What Is The Name Of Your Show? Probably Not What You Named It

 In Blog

By Jeff McHugh

 Shows often have names. The Morning Crew, the Morning Rush, The K-101 Morning Show, etc. Listeners usually do not use those names when referring to the morning show, but instead almost always refer to radio shows by the name of their personalities.

Think for a moment and try to recall as many radio shows that go by names like The Breakfast Flakes, The Waking Crew, etc. and you may struggle to come up with a few. Then, think of all the radio personalities by name that you can, and you may notice a flood coming to you easily.

Having a show name is fine, and if we happen to use the name of your show as an example here, don’t take it the wrong way. But we almost always advocate that show ID the names of the personalities (“Craig, Amy and Kankelfritz”) at least as often if not more as mentioning the name of the show (“The KLOVE Morning Show.”)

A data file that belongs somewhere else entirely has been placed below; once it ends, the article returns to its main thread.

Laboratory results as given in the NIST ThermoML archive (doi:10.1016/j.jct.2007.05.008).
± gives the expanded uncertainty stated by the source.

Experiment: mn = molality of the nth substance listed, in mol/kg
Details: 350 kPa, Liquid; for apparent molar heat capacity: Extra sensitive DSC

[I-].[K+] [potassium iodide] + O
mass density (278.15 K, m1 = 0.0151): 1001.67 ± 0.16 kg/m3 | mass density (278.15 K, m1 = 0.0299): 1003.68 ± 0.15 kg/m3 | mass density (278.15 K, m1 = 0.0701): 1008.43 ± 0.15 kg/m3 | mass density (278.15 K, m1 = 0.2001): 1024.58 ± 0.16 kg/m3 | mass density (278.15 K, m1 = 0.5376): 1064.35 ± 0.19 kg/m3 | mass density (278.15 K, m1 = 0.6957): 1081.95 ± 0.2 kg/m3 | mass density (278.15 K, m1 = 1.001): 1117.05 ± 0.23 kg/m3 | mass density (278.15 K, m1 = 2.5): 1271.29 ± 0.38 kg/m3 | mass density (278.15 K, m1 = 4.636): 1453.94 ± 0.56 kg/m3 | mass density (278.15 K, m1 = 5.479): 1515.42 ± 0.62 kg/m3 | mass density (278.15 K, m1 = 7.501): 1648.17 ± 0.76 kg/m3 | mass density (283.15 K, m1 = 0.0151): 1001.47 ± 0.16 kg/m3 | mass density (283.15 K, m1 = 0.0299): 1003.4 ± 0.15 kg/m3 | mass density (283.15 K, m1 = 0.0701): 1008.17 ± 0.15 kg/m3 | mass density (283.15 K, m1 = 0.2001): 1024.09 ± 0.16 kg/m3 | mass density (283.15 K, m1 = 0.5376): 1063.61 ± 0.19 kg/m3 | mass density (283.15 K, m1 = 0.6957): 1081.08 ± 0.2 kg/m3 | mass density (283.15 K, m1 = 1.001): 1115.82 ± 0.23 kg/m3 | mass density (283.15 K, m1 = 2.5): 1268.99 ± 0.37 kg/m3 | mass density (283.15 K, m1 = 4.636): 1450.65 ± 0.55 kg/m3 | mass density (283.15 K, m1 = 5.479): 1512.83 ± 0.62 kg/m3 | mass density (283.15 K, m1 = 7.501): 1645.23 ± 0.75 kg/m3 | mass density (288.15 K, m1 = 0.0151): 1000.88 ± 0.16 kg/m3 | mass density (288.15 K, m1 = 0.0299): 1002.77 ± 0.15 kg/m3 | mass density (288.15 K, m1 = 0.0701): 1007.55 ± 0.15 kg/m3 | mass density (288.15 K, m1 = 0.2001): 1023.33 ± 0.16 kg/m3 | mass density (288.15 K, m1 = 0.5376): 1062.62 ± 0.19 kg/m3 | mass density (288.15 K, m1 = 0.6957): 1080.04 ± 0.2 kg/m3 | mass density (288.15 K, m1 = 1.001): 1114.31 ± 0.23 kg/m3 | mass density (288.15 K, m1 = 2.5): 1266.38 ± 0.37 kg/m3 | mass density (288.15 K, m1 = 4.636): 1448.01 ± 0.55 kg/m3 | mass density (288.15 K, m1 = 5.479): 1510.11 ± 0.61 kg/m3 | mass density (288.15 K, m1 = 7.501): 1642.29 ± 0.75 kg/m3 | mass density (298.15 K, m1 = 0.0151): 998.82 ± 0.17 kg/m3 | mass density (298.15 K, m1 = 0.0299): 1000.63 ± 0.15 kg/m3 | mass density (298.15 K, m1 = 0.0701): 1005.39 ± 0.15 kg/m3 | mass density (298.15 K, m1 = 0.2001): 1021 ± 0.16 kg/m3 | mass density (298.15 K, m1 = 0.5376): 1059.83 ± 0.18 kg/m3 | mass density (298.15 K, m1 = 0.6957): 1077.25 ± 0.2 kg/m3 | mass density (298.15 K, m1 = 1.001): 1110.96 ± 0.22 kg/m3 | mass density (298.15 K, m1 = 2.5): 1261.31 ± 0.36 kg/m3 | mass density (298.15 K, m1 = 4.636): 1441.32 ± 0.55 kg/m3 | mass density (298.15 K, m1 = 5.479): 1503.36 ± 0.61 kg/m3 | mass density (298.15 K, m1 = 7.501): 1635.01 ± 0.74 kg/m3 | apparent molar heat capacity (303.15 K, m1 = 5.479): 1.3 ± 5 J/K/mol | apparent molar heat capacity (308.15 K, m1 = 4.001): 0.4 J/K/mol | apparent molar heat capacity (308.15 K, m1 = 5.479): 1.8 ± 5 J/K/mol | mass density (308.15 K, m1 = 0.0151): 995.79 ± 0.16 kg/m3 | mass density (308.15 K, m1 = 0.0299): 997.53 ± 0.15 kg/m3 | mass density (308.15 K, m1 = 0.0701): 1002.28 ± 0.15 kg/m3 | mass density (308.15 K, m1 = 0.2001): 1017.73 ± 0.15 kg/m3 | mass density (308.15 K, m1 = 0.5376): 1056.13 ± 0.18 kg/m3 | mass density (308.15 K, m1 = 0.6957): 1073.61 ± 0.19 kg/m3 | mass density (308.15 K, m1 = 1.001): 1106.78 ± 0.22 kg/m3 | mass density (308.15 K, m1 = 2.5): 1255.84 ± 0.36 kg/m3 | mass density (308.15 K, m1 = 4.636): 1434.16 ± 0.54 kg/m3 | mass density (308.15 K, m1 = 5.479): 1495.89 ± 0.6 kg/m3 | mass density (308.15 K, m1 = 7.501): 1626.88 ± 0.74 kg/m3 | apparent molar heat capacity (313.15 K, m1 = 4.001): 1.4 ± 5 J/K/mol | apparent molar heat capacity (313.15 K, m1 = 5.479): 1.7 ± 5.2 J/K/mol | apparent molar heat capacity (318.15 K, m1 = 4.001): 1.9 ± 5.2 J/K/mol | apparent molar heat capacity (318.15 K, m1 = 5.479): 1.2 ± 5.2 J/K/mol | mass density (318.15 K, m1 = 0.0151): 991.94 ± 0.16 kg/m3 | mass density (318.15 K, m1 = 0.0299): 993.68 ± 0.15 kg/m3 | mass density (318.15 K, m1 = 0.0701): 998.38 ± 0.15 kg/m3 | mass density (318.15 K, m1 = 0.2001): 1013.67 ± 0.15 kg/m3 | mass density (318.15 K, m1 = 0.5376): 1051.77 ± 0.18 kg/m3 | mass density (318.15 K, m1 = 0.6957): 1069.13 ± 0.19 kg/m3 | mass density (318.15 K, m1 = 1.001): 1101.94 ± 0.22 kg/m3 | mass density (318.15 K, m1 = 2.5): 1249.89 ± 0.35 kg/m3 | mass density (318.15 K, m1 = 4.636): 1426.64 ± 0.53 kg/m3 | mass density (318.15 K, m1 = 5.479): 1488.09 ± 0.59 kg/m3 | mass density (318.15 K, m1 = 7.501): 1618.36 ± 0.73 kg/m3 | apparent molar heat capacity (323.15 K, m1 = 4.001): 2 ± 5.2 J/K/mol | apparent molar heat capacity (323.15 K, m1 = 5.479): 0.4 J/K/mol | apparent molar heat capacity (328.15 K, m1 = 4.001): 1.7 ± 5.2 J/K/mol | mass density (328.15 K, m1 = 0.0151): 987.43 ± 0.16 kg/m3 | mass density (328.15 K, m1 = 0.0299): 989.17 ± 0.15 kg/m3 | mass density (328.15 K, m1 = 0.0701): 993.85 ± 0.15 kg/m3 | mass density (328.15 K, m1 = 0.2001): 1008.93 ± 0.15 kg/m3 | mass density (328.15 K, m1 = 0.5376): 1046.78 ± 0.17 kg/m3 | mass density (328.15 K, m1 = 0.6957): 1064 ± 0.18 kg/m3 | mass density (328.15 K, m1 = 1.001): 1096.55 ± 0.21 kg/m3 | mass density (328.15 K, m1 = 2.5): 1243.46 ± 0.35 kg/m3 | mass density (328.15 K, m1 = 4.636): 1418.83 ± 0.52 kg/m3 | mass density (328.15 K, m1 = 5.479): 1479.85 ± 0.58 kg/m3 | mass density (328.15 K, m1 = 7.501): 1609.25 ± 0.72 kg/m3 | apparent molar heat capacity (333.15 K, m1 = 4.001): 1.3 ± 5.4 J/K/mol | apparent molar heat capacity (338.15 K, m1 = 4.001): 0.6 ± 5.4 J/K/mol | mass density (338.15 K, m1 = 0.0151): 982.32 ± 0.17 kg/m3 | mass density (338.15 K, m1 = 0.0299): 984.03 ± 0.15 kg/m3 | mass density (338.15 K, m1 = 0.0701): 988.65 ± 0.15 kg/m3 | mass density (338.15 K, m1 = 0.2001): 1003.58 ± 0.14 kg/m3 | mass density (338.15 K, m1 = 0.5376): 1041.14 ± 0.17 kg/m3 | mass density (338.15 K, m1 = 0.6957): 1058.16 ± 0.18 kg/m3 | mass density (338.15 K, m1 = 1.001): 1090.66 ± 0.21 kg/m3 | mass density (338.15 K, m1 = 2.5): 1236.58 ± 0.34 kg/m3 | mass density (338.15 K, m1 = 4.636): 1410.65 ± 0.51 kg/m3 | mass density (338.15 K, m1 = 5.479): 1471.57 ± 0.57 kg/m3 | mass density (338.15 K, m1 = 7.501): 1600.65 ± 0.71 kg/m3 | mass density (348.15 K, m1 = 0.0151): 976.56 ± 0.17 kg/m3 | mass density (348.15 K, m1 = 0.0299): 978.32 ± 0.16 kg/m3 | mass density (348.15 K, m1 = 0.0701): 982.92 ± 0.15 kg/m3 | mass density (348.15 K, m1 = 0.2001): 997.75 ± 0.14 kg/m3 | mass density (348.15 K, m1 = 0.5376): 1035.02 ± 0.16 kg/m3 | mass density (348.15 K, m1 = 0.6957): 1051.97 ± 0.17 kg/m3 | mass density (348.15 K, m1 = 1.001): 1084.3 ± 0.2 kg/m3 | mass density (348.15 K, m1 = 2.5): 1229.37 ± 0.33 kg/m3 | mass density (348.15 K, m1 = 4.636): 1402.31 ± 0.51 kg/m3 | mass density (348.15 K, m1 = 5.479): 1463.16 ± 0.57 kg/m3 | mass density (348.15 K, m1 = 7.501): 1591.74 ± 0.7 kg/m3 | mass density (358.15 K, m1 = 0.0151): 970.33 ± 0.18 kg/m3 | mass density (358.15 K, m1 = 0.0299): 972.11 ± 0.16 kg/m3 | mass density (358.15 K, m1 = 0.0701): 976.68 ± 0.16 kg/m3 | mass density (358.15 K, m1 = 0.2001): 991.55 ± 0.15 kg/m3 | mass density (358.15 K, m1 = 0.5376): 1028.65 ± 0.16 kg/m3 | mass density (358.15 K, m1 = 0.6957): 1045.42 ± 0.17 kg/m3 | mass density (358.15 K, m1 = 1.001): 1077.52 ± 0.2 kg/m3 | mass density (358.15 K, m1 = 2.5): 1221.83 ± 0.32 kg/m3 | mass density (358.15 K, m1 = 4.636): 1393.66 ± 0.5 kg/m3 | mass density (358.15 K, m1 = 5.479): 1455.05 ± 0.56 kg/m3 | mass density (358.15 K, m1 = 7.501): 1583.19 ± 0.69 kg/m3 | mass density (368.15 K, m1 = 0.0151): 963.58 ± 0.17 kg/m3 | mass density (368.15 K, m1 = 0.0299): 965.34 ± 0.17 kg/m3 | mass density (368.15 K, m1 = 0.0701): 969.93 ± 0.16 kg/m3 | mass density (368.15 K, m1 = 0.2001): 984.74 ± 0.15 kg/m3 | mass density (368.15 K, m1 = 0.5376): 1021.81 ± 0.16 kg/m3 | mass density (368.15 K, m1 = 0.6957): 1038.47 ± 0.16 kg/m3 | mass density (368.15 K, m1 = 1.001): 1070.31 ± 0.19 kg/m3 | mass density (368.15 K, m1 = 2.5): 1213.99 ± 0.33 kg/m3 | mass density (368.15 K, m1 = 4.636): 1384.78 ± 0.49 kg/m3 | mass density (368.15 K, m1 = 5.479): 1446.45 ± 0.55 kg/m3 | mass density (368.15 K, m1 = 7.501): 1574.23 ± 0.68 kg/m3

Exceptions to that rule from radio and television include true ensemble casts, like the legendary “Z100 Morning Zoo” in New York City and “60 Minutes” on CBS. No one says “did you see Morley Safer last night?” However, almost everyone would say “did you watch Jon Stewart?”

It’s the human connection, the relationship between the audience and host that matters to the consumer and the emotional response that they feel when they tune in.

Demonstrating this point is a funny moment on “Late Night” when Jerry Seinfeld tells the host of that show what the name of his program is. Quick – before you watch, can you name the host of “Late Night?” 


About_Jeff_copy.jpgJeff McHugh is an RLC talent consultant. 

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